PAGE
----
Once you have created your video as outlined above, you can upload it to YouTube and post the link on Facebook. This is where the concept of waterholes comes into play, i.e. be where your audience is. Also insure that your video is posted to the main university Facebook page and any other pages associated to the university (including the Student Union). After all, the one thing all of these page users have in common is that at some point they will be searching for jobs! Get creative with this, maybe record a ‘How to tie your tie for an interview’ video, or run a competition on campus for the funniest careers related video. User generated content such as this will give your Facebook and YouTube channels a personal touch that will make them extremely shareable. At every careers event, get your camera and video camera out there and create some content!

A member of the audience asked the one question that everyone, including myself at one point, asks about social media. ‘How can I justify allocating the time to tweeting or updating Facebook?!’. I believe that the extra investment of time is worthwhile because it amplies the effort that you put into each task and provides a soundboard for your service. If we’re honest, whatever we have been doing thus far to promote on-campus career services has not worked as well as it could have. So, let’s change it up and try something different. Try commiting some time over the next 3 months and I am sure that you will see the benefits.

5 tips: social media for recruitment

I spoke at an Association of Graduate Careers Advisory Services (AGCAS) technology day on Wednesday, the aim of which was to discuss how technology, including social media, can be used to improve the standard of, and accessibility to, careers advice and information.

Although it was written for a higher education audience, I think that regardless of your industry, the 5 points raised can be applied across the board. Remember that these are just the slides, the majority of the context was included in what I was saying. If the presentation raises any questions, add them as comments and I will respond. If you would like me to hold a similar talk at your university my contact details are on the final slide.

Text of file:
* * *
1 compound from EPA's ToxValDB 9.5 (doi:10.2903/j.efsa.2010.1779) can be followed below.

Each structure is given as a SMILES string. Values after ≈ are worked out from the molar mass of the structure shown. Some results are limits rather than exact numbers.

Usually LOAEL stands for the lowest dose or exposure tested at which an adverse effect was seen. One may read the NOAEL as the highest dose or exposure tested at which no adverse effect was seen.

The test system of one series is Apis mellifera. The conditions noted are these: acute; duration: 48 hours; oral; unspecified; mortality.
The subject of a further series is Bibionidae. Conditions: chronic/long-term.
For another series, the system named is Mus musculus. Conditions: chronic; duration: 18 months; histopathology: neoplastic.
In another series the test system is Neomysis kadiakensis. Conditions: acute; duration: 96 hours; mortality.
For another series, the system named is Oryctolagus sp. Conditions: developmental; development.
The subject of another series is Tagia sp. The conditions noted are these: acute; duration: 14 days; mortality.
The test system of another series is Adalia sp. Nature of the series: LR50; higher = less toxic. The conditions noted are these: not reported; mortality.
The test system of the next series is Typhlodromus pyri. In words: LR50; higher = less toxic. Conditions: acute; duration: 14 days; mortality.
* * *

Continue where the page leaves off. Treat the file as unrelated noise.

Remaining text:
Short video – social media for recruitment

A short video recorded by Ian Pettigrew (@KingfisherCoach) at last week’s Social Media Surgery Manchester, the title of which was ‘Social media for recruitment: Getting a job through Twitter or Linkedin or Facebook’. Ian asked for the one piece of advice that I would give to a job seeker using social media. Before you watch, I’d like to apologise for 3 things:

  1. The “I’d…erm…” at the start of the vid
  2. The horrendous black waiter’s shirt I was wearing
  3. The terrible hair do

This was taken after a long day at work, upon which I blame these 3 things.

You can still access the live blog from the evening and if you are a job seeker you may wish to take a read of my social media surgery take away, which offers some pointers on the effective use of social media in your job search. Keep an eye on my Twitter account (@OnlineAStevens) or drop me an invite on Linkedin if you would like to know more about the next event. The likely topic of discussion will be content generation for social media and reporting stats accurately.